The last thing government should ever be doing is providing taxpayer-financed incentives to fix things that aren’t broken. Among her plans to “help” families, including college giveaways, Democratic presidential candidate Hilary Clinton wants to boost middle class incomes by incentivizing firms to share their profits. Under her profit-sharing plan, which she calls “Raising Incomes, Sharing Profits,” corporations that share profits with employees would receive a tax credit equal to 15 percent of the profit-sharing distributions given to employees. Distributions up to 10 percent of an employee’s salary would be eligible for the credit. So, for example, an employee earning $50,000 per year could receive $5,000 in shared profits, which would then entitle the employer to a $750 tax credit.
We’re also told that the credit would phase out for higher earners, that small firms would be eligible for a larger credit, and that the overall credit would be capped to prevent very large companies from claiming excessive amounts. Details about these features have not been released.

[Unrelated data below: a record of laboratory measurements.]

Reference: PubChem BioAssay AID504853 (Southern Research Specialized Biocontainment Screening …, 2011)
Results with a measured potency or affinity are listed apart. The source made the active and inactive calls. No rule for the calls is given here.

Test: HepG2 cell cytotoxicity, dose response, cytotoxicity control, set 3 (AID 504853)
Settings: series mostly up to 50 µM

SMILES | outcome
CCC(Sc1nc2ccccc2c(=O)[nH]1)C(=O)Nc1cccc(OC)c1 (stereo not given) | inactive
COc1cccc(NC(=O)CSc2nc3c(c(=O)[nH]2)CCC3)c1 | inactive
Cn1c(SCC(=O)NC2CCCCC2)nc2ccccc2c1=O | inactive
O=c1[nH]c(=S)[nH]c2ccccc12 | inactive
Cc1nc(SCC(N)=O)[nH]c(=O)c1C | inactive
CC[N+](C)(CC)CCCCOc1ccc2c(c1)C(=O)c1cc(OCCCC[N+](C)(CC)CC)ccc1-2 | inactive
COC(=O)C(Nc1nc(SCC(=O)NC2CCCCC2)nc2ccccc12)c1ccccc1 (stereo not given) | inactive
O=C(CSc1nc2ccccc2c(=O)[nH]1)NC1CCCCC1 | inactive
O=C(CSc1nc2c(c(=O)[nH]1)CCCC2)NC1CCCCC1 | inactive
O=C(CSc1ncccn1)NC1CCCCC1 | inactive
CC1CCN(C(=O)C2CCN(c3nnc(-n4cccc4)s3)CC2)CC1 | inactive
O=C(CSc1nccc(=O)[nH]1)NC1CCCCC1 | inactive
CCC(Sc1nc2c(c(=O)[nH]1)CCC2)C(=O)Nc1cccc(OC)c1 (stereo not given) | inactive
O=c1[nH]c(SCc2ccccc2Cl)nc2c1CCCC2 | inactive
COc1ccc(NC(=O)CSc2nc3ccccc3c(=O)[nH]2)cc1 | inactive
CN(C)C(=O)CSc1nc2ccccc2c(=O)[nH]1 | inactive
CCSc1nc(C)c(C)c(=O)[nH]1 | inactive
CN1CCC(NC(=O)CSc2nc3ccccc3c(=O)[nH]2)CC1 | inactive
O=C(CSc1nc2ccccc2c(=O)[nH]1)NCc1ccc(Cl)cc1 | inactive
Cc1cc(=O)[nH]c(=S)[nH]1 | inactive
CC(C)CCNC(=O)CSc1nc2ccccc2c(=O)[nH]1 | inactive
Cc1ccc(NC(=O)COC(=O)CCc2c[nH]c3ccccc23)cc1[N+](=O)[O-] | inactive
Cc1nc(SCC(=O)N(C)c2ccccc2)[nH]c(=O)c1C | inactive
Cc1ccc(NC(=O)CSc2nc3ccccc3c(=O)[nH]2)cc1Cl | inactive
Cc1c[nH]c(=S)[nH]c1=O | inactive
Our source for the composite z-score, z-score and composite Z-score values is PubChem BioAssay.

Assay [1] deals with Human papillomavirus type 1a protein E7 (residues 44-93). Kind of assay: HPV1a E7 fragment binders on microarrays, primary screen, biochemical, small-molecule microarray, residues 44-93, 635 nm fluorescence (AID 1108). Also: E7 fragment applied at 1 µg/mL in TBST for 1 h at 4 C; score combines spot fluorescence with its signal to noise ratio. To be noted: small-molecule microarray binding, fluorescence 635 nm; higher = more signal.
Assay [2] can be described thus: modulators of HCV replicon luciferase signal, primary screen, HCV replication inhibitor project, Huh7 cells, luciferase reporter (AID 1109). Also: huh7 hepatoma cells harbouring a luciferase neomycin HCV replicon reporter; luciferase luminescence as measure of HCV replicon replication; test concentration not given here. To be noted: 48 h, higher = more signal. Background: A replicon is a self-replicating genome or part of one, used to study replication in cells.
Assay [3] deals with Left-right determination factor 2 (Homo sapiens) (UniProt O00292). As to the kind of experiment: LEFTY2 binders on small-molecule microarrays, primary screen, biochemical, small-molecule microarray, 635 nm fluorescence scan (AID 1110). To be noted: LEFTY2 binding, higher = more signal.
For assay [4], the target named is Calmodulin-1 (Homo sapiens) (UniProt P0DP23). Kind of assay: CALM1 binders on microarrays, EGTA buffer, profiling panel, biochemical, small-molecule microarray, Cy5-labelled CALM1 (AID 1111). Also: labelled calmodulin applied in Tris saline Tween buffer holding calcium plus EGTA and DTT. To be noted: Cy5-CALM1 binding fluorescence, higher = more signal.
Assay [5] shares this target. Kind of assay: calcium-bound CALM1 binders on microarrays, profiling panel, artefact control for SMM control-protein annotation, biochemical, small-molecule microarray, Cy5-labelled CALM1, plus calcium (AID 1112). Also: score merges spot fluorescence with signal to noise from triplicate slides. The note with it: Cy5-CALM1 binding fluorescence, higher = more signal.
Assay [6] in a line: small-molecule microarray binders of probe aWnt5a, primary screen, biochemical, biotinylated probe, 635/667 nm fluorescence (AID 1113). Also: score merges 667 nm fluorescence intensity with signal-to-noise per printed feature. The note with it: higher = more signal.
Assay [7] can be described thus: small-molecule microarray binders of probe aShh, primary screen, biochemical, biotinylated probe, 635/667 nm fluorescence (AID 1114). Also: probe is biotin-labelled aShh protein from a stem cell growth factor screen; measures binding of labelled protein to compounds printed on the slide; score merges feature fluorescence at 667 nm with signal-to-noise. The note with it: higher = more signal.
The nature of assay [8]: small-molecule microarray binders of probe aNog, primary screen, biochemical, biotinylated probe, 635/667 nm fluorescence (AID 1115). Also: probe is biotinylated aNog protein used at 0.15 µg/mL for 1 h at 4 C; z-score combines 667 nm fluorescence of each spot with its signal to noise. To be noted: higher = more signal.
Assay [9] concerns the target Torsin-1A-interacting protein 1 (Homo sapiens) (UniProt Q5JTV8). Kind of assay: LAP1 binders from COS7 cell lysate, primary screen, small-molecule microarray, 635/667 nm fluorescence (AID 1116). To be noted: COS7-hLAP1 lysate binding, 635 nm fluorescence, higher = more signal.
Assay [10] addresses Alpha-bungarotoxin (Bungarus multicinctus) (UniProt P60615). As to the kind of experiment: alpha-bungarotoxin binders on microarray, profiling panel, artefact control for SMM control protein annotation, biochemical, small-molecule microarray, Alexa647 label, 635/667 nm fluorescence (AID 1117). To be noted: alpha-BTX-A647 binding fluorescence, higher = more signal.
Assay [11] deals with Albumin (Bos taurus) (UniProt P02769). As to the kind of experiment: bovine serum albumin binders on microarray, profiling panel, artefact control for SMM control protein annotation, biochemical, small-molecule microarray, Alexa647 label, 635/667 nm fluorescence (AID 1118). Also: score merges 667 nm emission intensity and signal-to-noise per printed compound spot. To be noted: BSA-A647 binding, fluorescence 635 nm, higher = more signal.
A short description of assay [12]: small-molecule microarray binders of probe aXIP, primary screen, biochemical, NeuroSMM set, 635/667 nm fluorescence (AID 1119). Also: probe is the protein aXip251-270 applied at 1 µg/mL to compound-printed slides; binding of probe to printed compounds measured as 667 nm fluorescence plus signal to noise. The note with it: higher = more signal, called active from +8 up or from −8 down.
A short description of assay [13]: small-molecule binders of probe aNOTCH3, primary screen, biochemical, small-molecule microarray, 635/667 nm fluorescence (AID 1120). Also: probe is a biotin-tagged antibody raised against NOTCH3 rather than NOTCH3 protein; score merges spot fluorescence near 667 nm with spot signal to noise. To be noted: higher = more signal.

I really don’t know how anyone can get excited about this proposal, no matter where they stand on the political spectrum. The implicit message in the Clinton proposal is, I suppose, that corporations are instruments of greed and evil who don’t willingly share profits with their employees. Totally false. They’ve been doing so forever, and in a variety of different ways — profit-sharing plans, bonuses based on corporate performance, matching 401(k) contributions based on corporate performance, employee stock ownership plans, and so on. Anyone who has ever worked for a company of any size knows this.
The Clinton proposal is nothing new or exciting. Just another wrinkle in the employee benefits arena, and a few new pages in the Internal Revenue Code.
Jeff Lerner is a contributing fellow with the National Center for Policy Analysis.